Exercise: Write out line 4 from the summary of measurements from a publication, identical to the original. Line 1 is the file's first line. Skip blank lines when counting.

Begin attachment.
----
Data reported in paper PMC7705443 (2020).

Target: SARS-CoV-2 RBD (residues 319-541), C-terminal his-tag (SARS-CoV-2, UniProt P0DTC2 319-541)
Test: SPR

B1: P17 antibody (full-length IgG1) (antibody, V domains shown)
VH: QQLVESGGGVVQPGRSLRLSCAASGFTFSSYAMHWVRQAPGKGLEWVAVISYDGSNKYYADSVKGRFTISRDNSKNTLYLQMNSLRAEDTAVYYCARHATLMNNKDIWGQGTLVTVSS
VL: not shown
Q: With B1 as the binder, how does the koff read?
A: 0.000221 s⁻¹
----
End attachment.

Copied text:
B1: P17 antibody (full-length IgG1) (antibody, V domains shown)